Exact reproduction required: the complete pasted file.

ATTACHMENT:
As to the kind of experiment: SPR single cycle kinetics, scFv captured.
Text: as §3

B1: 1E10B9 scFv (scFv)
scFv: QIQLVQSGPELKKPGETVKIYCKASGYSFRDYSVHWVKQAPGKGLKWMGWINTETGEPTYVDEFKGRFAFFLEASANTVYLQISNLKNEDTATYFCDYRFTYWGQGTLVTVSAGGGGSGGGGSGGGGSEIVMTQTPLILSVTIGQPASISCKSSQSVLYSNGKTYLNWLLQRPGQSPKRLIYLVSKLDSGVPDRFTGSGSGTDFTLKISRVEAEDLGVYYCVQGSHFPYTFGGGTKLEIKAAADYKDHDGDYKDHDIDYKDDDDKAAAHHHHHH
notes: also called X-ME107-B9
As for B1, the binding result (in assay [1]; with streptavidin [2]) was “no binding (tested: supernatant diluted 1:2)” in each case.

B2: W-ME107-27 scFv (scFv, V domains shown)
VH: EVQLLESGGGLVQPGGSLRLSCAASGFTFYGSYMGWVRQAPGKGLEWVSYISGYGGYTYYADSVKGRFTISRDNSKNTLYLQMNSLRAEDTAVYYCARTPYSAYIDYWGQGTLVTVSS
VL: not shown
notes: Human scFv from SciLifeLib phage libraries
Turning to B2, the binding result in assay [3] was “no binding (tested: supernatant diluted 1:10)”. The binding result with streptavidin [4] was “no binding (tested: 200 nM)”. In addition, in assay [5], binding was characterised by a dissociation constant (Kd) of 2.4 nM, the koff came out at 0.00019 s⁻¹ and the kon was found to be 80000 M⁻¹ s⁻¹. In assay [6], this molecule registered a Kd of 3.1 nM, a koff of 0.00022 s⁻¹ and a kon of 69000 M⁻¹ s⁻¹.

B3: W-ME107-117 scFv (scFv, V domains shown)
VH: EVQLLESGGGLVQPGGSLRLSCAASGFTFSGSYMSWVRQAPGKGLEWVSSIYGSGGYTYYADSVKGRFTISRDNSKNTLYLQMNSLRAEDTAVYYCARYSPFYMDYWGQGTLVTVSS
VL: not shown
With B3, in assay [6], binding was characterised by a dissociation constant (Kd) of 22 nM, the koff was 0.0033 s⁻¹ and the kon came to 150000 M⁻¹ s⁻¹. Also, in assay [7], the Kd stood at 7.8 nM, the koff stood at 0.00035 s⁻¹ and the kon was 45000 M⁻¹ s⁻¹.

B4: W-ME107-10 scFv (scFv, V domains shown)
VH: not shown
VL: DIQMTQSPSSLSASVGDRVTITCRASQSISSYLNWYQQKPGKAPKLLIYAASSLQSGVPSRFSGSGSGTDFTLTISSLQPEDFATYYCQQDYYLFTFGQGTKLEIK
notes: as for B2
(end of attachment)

As to the kind of experiment: SPR single cycle kinetics, scFv captured.
Text: as §3

B1: 1E10B9 scFv (scFv)
scFv: QIQLVQSGPELKKPGETVKIYCKASGYSFRDYSVHWVKQAPGKGLKWMGWINTETGEPTYVDEFKGRFAFFLEASANTVYLQISNLKNEDTATYFCDYRFTYWGQGTLVTVSAGGGGSGGGGSGGGGSEIVMTQTPLILSVTIGQPASISCKSSQSVLYSNGKTYLNWLLQRPGQSPKRLIYLVSKLDSGVPDRFTGSGSGTDFTLKISRVEAEDLGVYYCVQGSHFPYTFGGGTKLEIKAAADYKDHDGDYKDHDIDYKDDDDKAAAHHHHHH
notes: also called X-ME107-B9
As for B1, the binding result (in assay [1]; with streptavidin [2]) was “no binding (tested: supernatant diluted 1:2)” in each case.

B2: W-ME107-27 scFv (scFv, V domains shown)
VH: EVQLLESGGGLVQPGGSLRLSCAASGFTFYGSYMGWVRQAPGKGLEWVSYISGYGGYTYYADSVKGRFTISRDNSKNTLYLQMNSLRAEDTAVYYCARTPYSAYIDYWGQGTLVTVSS
VL: not shown
notes: Human scFv from SciLifeLib phage libraries
Turning to B2, the binding result in assay [3] was “no binding (tested: supernatant diluted 1:10)”. The binding result with streptavidin [4] was “no binding (tested: 200 nM)”. In addition, in assay [5], binding was characterised by a dissociation constant (Kd) of 2.4 nM, the koff came out at 0.00019 s⁻¹ and the kon was found to be 80000 M⁻¹ s⁻¹. In assay [6], this molecule registered a Kd of 3.1 nM, a koff of 0.00022 s⁻¹ and a kon of 69000 M⁻¹ s⁻¹.

B3: W-ME107-117 scFv (scFv, V domains shown)
VH: EVQLLESGGGLVQPGGSLRLSCAASGFTFSGSYMSWVRQAPGKGLEWVSSIYGSGGYTYYADSVKGRFTISRDNSKNTLYLQMNSLRAEDTAVYYCARYSPFYMDYWGQGTLVTVSS
VL: not shown
With B3, in assay [6], binding was characterised by a dissociation constant (Kd) of 22 nM, the koff was 0.0033 s⁻¹ and the kon came to 150000 M⁻¹ s⁻¹. Also, in assay [7], the Kd stood at 7.8 nM, the koff stood at 0.00035 s⁻¹ and the kon was 45000 M⁻¹ s⁻¹.

B4: W-ME107-10 scFv (scFv, V domains shown)
VH: not shown
VL: DIQMTQSPSSLSASVGDRVTITCRASQSISSYLNWYQQKPGKAPKLLIYAASSLQSGVPSRFSGSGSGTDFTLTISSLQPEDFATYYCQQDYYLFTFGQGTKLEIK
notes: as for B2